California has benefited tremendously from the hard work of immigrants. And it is continuing to lead the rest of the nation in improving access to health care and coverage in all communities, including families who are undocumented.
The purpose of the Affordable Care Act is evident in its name: to provide affordable health care to all Americans. But understanding how to use these tools can be tricky. The first step is learning how they work.
During many weekends in the spring and summer, tens of thousands of fans fill the seats at this racetrack, one of NASCAR's biggest. But over three days in late April or early May every year, the Speedway is transformed into an enormous pop-up health clinic.
In the second year of our new annual tradition, the exchanges are open for enrollment, which begs the question: What have we learned since last time? Were the naysayers proven right, or did Obamacare really make health insurance more affordable, as was intended?
The best way to have a successful weight loss surgery is to treat it like a business project. I have definite goals, measurements, objectives, benchmarks, time frames and a vision on where I want to be within a year.
Those of us working to improve the health system sometimes joke that at least we'll never be out of a job, because there's always so much more that needs to be done.
Shopping for health insurance can be confusing. It's too easy to choose a plan based on your monthly premium and neglect to take things like deductibles or out-of-pocket expenses into consideration.
The President's decision to grant relief to millions of immigrants in this country, despite Republican threats, shows our members that their voices -- their families -- matter. Millions of lives will change from this one brave act, and it's the kind of courage that will inspire our members to vote again.
At least four million Americans will rejoin the ranks of the uninsured -- and consequently lose access to affordable health care -- if the Supreme Court sides with opponents of Obamacare in a case that hinges on the interpretation of a single sentence in the law.
Vanden Heuvel and Lowry debate 'Bamnesty' and 'Obamacare'. Perhaps the best Left-Right framing of big reforms is FDR in 1936 comparing governments imperfectly reforming to status quo-ers kvetching from the sidelines. Or as Gypsies say, "Dogs bark but the caravan moves on."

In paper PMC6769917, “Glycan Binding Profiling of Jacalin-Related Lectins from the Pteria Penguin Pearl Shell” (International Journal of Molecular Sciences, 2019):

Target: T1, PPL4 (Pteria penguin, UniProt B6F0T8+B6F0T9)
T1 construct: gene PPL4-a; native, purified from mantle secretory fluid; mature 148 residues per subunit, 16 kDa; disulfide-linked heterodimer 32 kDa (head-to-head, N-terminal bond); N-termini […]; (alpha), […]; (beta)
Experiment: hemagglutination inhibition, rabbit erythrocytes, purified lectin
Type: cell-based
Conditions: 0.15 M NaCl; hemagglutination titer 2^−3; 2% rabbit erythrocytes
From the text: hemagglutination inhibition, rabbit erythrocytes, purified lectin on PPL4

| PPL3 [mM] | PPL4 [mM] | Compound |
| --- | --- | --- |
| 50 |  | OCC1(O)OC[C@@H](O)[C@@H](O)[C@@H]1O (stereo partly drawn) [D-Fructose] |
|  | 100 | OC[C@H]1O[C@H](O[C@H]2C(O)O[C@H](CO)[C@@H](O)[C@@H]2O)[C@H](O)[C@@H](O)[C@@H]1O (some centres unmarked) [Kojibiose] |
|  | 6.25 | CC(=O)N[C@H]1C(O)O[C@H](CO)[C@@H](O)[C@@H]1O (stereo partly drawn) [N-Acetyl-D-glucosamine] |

If I remain a New York resident I have no health insurance plan with out-of-state benefits available. Legally changing my residence to Florida there are at least three major insurance carriers with physician networks across the nation. The choice -- though frustrating -- is a no brainer.
So what gives? Why are individual premiums on the health care exchanges decreasing, or only moderately increasing, when so many small businesses (like mine) are seeing significant increases? There are at least two significant things going on here.
In today's rapidly changing American health care system, one problem -- a critical shortage of doctors -- threatens to dwarf all other concerns.
I can't speak for everyone, but I can say that for my family, Obamacare has saved my parents' lives. I know that Obamacare is far from perfect. But instead of gutting a law that helps American families, why don't we make the law work better for all Americans?
Do your best to get it right. If you do, great. If you don't, admit you got it wrong, fix it, even if hard, and try harder next time. And we should reward journalists and press outlets that are practicing good, honest journalism.
Ted Cruz immediately took to Facebook and Twitter calling Net Neutrality "Obamacare for the Internet." Shortly after his tantrum, the Internet erupted with cartoons, videos, and comments. After all, the Internet is full of creative people who have unfettered access to the Internet right now.